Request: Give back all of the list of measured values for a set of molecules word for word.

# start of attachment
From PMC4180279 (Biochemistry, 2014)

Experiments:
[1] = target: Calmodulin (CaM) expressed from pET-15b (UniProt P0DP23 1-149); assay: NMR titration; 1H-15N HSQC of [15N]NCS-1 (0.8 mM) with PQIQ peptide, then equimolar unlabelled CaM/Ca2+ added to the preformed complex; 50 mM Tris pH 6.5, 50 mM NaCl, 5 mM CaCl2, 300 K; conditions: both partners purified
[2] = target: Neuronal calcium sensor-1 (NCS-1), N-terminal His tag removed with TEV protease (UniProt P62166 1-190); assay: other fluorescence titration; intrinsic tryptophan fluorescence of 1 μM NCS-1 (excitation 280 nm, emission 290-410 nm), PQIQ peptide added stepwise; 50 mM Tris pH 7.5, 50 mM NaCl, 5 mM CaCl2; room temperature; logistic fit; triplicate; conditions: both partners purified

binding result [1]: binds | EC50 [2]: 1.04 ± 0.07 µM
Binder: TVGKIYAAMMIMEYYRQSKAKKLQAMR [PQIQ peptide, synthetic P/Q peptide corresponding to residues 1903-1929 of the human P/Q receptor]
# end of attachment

From PMC4180279 (Biochemistry, 2014)

Experiments:
[1] = target: Calmodulin (CaM) expressed from pET-15b (UniProt P0DP23 1-149); assay: NMR titration; 1H-15N HSQC of [15N]NCS-1 (0.8 mM) with PQIQ peptide, then equimolar unlabelled CaM/Ca2+ added to the preformed complex; 50 mM Tris pH 6.5, 50 mM NaCl, 5 mM CaCl2, 300 K; conditions: both partners purified
[2] = target: Neuronal calcium sensor-1 (NCS-1), N-terminal His tag removed with TEV protease (UniProt P62166 1-190); assay: other fluorescence titration; intrinsic tryptophan fluorescence of 1 μM NCS-1 (excitation 280 nm, emission 290-410 nm), PQIQ peptide added stepwise; 50 mM Tris pH 7.5, 50 mM NaCl, 5 mM CaCl2; room temperature; logistic fit; triplicate; conditions: both partners purified

binding result [1]: binds | EC50 [2]: 1.04 ± 0.07 µM
Binder: TVGKIYAAMMIMEYYRQSKAKKLQAMR [PQIQ peptide, synthetic P/Q peptide corresponding to residues 1903-1929 of the human P/Q receptor]